For each of these datasets, new disturbed images are generated by randomly applying 3 or 6 transformations out of the six described previously. The new transformed inputs are then fed into the models and the accuracy of the models is measured. Accuracy in this scenario corresponds to the number of disturbed inputs correctly classified divided by the total number of disturbed instances. The table below contains the results:

The baseline models used for comparison are Random, which corresponds to a data-augmentation technique where random transformations are applied to the training inputs; and W-10 (Worst-of-10), which generates ten perturbations randomly for each image at each step, and replaces the original image with the one on which the model performs worst (e.g. highest loss). As seen in the results, SENSEI obtains the highest accuracy for all the models and datasets used.

Conclusion

In short, recent research has exposed the poor robustness of DNNs to small perturbations in their inputs. Such research has inspired multiple professionals across different disciplines to look for better methods for improving the robustness of neural networks to allow neural network systems to keep expanding into performance-critical areas without the potential risks and catastrophic consequences that may result from misclassifications. As shown previously, the methods discussed in this article are a step in the right direction, but the reader should take the information just received as an invitation to further delve into current research int eh area of ML robustness and help in the efforts to bring forth safer and more robust deep learning systems. Under this precept, we should also consider other applications for this research including: data augmentation for deep learning debugging, multimodal data augmentation for detecting adversarial attacks, and DNN debugging using Fuzzing methods.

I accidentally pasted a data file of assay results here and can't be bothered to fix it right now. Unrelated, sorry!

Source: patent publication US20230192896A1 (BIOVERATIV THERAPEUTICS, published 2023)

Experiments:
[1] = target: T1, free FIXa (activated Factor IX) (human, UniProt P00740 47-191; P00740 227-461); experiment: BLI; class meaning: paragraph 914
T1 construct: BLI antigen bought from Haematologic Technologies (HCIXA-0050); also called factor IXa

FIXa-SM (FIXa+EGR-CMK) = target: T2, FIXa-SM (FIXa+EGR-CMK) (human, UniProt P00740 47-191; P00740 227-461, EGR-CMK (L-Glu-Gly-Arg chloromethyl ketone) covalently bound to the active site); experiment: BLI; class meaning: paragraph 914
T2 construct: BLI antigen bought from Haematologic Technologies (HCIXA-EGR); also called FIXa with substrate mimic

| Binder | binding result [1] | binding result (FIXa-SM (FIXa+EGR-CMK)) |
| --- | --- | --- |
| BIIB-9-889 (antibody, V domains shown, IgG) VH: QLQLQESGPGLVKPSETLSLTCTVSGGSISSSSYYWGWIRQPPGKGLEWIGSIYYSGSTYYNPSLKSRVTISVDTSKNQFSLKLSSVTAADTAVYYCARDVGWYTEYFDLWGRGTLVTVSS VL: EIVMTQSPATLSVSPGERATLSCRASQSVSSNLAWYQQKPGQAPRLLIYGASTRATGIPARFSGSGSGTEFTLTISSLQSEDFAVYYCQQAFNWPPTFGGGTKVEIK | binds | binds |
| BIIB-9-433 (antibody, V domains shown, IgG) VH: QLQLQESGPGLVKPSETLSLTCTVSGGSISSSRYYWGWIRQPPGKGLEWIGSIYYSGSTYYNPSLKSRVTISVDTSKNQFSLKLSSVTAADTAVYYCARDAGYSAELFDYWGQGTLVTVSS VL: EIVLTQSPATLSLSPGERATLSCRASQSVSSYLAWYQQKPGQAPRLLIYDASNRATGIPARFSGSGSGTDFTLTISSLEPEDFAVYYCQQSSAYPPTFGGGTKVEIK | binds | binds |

References:

1. M. Zhang, Y. Zhang, L. Zhang, C. Liu and S. Khurshid, “DeepRoad: GAN-Based Metamorphic Testing and Input Validation Framework for Autonomous Driving Systems,” 2018 33rd IEEE/ACM International Conference on Automated Software Engineering (ASE), Montpellier, France, 2018, pp. 132–142, doi: 10.1145/3238147.3238187.

2. X. Gao, R. K. Saha, M. R. Prasad and A. Roychoudhury, “Fuzz Testing based Data Augmentation to Improve Robustness of Deep Neural Networks,” 2020 IEEE/ACM 42nd International Conference on Software Engineering (ICSE), Seoul, Korea (South), 2020, pp. 1147–1158.

3. McCausland, Phil. Self-Driving Uber Car That Hit and Killed Woman Did Not Recognize That Pedestrians Jaywalk. 11 Nov. 2019, www.nbcnews.com/tech/tech-news/self-driving-uber-car-hit-killed-woman-did-not-recognize-n1079281.

4. Hussein Mozannar and David Sontag, “Consistent estimators for learning to defer to an expert,” 2021. https://arxiv.org/abs/2006.01862

5. Karin Stacke, Gabriel Eilertsen, Jonas Unger, and ClaesLundstr ̈om, “A closer look at domain shift for deep learn-ing in histopathology,” 2019. https://arxiv.org/abs/1909.11575

6. Stephan Zheng, Yang Song, Thomas Leung, and IanGoodfellow, “Improving the robustness of deep neural networks via stability training,” 2016. https://arxiv.org/abs/1604.04326